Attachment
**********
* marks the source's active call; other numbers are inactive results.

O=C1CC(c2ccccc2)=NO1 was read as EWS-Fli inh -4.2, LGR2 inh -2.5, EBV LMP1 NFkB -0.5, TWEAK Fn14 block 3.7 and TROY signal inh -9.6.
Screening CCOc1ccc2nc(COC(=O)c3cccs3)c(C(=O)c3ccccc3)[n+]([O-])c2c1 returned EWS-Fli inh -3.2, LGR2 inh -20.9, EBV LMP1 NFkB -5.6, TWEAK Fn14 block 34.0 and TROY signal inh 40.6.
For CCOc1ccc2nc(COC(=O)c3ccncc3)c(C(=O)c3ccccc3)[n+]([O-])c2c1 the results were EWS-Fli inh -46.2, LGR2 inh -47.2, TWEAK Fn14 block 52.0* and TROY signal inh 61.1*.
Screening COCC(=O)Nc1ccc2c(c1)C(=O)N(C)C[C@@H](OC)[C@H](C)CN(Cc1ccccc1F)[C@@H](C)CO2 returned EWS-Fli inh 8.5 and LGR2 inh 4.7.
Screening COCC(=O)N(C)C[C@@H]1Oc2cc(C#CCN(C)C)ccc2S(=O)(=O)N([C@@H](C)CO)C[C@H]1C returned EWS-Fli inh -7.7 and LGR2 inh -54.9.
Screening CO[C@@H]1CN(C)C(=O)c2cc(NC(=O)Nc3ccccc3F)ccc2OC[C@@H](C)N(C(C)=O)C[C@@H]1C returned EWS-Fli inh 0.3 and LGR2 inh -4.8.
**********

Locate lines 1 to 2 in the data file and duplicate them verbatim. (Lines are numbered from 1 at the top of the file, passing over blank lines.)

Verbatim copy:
* marks the source's active call; other numbers are inactive results.

O=C1CC(c2ccccc2)=NO1 was read as EWS-Fli inh -4.2, LGR2 inh -2.5, EBV LMP1 NFkB -0.5, TWEAK Fn14 block 3.7 and TROY signal inh -9.6.